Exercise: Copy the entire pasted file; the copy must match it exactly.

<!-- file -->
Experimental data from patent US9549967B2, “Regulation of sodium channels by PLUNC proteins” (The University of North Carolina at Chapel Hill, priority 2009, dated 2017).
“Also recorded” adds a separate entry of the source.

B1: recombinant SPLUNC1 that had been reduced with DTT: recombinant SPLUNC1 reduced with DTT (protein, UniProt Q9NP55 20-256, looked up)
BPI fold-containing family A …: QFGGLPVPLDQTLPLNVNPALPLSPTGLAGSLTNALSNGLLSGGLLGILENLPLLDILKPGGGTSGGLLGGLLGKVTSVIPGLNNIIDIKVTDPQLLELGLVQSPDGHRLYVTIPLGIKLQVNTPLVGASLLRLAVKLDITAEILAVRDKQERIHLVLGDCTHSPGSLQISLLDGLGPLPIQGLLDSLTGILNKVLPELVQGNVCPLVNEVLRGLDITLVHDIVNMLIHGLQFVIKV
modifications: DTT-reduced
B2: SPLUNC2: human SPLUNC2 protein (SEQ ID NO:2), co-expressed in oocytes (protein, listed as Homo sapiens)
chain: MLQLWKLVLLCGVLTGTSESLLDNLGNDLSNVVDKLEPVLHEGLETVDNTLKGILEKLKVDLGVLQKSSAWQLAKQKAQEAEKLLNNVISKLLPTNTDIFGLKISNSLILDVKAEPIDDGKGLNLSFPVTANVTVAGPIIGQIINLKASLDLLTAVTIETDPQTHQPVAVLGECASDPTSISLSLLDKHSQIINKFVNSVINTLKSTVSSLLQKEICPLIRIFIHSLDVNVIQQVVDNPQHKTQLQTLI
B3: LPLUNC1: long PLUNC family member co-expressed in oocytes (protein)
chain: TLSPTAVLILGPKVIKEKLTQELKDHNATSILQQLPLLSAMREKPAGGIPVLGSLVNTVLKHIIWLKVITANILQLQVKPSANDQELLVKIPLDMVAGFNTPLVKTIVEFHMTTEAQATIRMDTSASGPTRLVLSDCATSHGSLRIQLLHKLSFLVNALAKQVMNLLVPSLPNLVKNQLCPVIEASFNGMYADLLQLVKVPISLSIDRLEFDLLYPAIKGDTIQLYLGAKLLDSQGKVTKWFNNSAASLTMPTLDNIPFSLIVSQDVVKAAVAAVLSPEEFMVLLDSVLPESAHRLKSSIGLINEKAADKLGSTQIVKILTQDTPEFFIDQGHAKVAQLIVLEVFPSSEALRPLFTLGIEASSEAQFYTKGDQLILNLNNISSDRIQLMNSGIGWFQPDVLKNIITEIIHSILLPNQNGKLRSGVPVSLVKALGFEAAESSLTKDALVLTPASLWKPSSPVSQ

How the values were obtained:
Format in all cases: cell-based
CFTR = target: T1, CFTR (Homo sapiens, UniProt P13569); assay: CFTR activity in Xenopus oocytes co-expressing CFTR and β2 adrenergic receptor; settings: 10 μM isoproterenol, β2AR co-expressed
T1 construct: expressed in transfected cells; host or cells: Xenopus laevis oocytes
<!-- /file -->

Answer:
Experimental data from patent US9549967B2, “Regulation of sodium channels by PLUNC proteins” (The University of North Carolina at Chapel Hill, priority 2009, dated 2017).
“Also recorded” adds a separate entry of the source.

B1: recombinant SPLUNC1 that had been reduced with DTT: recombinant SPLUNC1 reduced with DTT (protein, UniProt Q9NP55 20-256, looked up)
BPI fold-containing family A …: QFGGLPVPLDQTLPLNVNPALPLSPTGLAGSLTNALSNGLLSGGLLGILENLPLLDILKPGGGTSGGLLGGLLGKVTSVIPGLNNIIDIKVTDPQLLELGLVQSPDGHRLYVTIPLGIKLQVNTPLVGASLLRLAVKLDITAEILAVRDKQERIHLVLGDCTHSPGSLQISLLDGLGPLPIQGLLDSLTGILNKVLPELVQGNVCPLVNEVLRGLDITLVHDIVNMLIHGLQFVIKV
modifications: DTT-reduced
B2: SPLUNC2: human SPLUNC2 protein (SEQ ID NO:2), co-expressed in oocytes (protein, listed as Homo sapiens)
chain: MLQLWKLVLLCGVLTGTSESLLDNLGNDLSNVVDKLEPVLHEGLETVDNTLKGILEKLKVDLGVLQKSSAWQLAKQKAQEAEKLLNNVISKLLPTNTDIFGLKISNSLILDVKAEPIDDGKGLNLSFPVTANVTVAGPIIGQIINLKASLDLLTAVTIETDPQTHQPVAVLGECASDPTSISLSLLDKHSQIINKFVNSVINTLKSTVSSLLQKEICPLIRIFIHSLDVNVIQQVVDNPQHKTQLQTLI
B3: LPLUNC1: long PLUNC family member co-expressed in oocytes (protein)
chain: TLSPTAVLILGPKVIKEKLTQELKDHNATSILQQLPLLSAMREKPAGGIPVLGSLVNTVLKHIIWLKVITANILQLQVKPSANDQELLVKIPLDMVAGFNTPLVKTIVEFHMTTEAQATIRMDTSASGPTRLVLSDCATSHGSLRIQLLHKLSFLVNALAKQVMNLLVPSLPNLVKNQLCPVIEASFNGMYADLLQLVKVPISLSIDRLEFDLLYPAIKGDTIQLYLGAKLLDSQGKVTKWFNNSAASLTMPTLDNIPFSLIVSQDVVKAAVAAVLSPEEFMVLLDSVLPESAHRLKSSIGLINEKAADKLGSTQIVKILTQDTPEFFIDQGHAKVAQLIVLEVFPSSEALRPLFTLGIEASSEAQFYTKGDQLILNLNNISSDRIQLMNSGIGWFQPDVLKNIITEIIHSILLPNQNGKLRSGVPVSLVKALGFEAAESSLTKDALVLTPASLWKPSSPVSQ

How the values were obtained:
Format in all cases: cell-based
CFTR = target: T1, CFTR (Homo sapiens, UniProt P13569); assay: CFTR activity in Xenopus oocytes co-expressing CFTR and β2 adrenergic receptor; settings: 10 μM isoproterenol, β2AR co-expressed
T1 construct: expressed in transfected cells; host or cells: Xenopus laevis oocytes